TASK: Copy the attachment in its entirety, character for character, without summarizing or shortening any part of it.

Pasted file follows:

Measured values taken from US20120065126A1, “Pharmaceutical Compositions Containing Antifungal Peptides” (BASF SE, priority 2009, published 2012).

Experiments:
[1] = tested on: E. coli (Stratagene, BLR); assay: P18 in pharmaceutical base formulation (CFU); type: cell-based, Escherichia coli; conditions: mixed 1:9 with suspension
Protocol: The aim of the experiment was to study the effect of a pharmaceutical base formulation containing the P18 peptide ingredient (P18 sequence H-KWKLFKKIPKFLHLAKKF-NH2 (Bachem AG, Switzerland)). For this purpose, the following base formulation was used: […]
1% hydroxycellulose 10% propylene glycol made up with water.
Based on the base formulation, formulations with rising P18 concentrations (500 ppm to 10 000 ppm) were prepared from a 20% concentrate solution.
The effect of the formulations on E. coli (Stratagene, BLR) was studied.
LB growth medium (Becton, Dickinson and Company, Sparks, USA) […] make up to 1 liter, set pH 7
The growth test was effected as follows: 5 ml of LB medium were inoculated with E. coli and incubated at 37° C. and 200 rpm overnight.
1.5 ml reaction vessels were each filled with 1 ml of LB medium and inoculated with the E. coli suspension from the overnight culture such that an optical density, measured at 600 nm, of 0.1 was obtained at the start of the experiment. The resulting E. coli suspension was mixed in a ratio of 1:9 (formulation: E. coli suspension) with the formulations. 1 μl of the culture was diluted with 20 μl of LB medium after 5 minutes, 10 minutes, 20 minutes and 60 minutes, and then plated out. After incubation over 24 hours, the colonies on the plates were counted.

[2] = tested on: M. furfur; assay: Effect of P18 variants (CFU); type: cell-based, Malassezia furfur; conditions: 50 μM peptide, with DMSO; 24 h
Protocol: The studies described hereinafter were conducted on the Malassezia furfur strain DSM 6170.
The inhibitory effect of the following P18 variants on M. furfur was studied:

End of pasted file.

Measured values taken from US20120065126A1, “Pharmaceutical Compositions Containing Antifungal Peptides” (BASF SE, priority 2009, published 2012).

Experiments:
[1] = tested on: E. coli (Stratagene, BLR); assay: P18 in pharmaceutical base formulation (CFU); type: cell-based, Escherichia coli; conditions: mixed 1:9 with suspension
Protocol: The aim of the experiment was to study the effect of a pharmaceutical base formulation containing the P18 peptide ingredient (P18 sequence H-KWKLFKKIPKFLHLAKKF-NH2 (Bachem AG, Switzerland)). For this purpose, the following base formulation was used: […]
1% hydroxycellulose 10% propylene glycol made up with water.
Based on the base formulation, formulations with rising P18 concentrations (500 ppm to 10 000 ppm) were prepared from a 20% concentrate solution.
The effect of the formulations on E. coli (Stratagene, BLR) was studied.
LB growth medium (Becton, Dickinson and Company, Sparks, USA) […] make up to 1 liter, set pH 7
The growth test was effected as follows: 5 ml of LB medium were inoculated with E. coli and incubated at 37° C. and 200 rpm overnight.
1.5 ml reaction vessels were each filled with 1 ml of LB medium and inoculated with the E. coli suspension from the overnight culture such that an optical density, measured at 600 nm, of 0.1 was obtained at the start of the experiment. The resulting E. coli suspension was mixed in a ratio of 1:9 (formulation: E. coli suspension) with the formulations. 1 μl of the culture was diluted with 20 μl of LB medium after 5 minutes, 10 minutes, 20 minutes and 60 minutes, and then plated out. After incubation over 24 hours, the colonies on the plates were counted.

[2] = tested on: M. furfur; assay: Effect of P18 variants (CFU); type: cell-based, Malassezia furfur; conditions: 50 μM peptide, with DMSO; 24 h
Protocol: The studies described hereinafter were conducted on the Malassezia furfur strain DSM 6170.
The inhibitory effect of the following P18 variants on M. furfur was studied: